• b.gtld-servers.net. says it’s b.iana-servers.net. and the DNSSEC key is “f00bar”.
                      • 192.0.2.1 asks b.iana-servers.net.: What is the IP for ‘example.com’?
                      • b.iana-servers.net. answers 93.184.216.34, and the signature is “quux”.
                      • 192.0.2.1 checks that sign("93.184.216.34", "f00bar") is “quux”.
                      • 192.0.2.1 answers to Firefox “The IP is 93.184.216.34” over TLS and removes the DNSSEC information.

                      If the domain is blocked, 192.0.2.1 replies NXDOMAIN right away.

                  1. 1

                    From the “update” at the bottom:

                    Go on, bag on me for being ignorant. I know what that really means.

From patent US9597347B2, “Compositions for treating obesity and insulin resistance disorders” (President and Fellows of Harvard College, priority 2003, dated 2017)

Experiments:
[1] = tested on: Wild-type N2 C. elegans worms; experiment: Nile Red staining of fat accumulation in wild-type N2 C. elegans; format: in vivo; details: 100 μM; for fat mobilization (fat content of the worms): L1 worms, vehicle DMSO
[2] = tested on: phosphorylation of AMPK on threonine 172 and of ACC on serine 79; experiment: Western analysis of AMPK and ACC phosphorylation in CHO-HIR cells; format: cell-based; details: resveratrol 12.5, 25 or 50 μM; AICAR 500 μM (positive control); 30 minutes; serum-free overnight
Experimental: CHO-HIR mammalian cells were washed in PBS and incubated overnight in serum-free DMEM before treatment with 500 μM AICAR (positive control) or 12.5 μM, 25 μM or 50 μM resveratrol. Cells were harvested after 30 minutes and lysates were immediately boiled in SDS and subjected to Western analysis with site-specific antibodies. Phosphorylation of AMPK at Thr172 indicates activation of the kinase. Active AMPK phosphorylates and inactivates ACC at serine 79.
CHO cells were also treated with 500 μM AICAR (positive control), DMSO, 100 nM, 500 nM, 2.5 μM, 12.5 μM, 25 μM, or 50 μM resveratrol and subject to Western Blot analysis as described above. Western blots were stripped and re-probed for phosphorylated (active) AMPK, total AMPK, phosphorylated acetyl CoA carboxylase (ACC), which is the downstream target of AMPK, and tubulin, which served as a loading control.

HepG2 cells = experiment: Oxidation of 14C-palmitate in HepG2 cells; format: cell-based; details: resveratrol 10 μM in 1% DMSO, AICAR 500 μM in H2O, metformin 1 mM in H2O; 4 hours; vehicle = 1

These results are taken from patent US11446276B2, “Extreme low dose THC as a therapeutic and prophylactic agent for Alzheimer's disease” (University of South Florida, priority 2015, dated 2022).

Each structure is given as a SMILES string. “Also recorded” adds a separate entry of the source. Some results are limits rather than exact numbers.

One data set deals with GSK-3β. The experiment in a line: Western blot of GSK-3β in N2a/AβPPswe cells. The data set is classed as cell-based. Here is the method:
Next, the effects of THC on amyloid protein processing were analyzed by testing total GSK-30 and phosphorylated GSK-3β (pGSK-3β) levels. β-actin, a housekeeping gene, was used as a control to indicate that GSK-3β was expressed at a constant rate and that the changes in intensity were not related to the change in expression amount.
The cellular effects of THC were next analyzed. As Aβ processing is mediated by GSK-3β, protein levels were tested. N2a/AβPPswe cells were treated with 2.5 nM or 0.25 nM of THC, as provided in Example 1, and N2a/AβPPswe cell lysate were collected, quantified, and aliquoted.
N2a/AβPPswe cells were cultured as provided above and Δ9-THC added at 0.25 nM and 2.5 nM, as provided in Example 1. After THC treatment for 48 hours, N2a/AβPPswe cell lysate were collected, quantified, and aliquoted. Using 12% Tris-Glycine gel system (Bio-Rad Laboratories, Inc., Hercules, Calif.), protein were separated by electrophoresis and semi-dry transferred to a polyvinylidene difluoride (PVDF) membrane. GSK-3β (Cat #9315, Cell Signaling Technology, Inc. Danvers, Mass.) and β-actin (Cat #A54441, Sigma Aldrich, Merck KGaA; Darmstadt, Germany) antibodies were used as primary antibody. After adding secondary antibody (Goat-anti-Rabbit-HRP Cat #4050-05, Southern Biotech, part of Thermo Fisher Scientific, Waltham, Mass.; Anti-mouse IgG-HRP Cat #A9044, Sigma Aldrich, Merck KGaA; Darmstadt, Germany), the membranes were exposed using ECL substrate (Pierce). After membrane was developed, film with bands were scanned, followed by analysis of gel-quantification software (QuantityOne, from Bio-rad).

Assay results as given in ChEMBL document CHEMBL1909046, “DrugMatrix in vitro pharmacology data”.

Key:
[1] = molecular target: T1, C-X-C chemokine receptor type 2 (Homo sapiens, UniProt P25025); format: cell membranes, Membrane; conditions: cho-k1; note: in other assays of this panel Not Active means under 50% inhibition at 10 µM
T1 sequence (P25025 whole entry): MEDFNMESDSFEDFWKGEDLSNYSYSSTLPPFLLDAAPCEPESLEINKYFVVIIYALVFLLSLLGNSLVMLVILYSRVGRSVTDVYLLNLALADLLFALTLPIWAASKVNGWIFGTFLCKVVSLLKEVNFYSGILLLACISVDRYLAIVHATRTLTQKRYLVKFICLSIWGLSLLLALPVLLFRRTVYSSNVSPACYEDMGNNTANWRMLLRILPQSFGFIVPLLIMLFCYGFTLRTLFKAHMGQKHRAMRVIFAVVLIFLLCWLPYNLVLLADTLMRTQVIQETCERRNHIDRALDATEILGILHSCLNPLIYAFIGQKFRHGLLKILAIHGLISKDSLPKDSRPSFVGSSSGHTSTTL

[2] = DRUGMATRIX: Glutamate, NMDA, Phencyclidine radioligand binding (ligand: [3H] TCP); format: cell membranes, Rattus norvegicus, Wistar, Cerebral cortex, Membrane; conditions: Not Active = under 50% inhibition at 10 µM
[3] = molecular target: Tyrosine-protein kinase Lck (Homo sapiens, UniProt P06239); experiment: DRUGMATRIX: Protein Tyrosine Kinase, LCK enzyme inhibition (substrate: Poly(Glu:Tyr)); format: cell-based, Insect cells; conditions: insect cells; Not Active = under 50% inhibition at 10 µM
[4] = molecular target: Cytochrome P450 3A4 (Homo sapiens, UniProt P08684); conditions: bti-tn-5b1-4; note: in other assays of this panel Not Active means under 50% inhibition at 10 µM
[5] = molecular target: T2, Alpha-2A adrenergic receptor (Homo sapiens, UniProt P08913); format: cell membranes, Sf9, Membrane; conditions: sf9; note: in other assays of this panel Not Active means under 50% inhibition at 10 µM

What does that really mean?

                    1. 6

                      I took it as a gender bias comment. This is a successful woman in tech who has faced harsh criticism from her peers, over the years, for being a woman in a male dominated industry.

                      1. 5

                        I agreed with you since it made sense, but after reading THE ONE from the other comment, I no longer agree. It seems just a screed against internet trolls who work in positions where they never could break prod or, in this case, make database design decisions.

                        1. 1

                          Good catch! I bet we’re both right to some extent, however! ;)

                        2. 2

                          And how were we to know the gender of the author just by reading the article?

                          1. 4

                            Well, that’s easy. She just wrote this post for you.

                            1. 1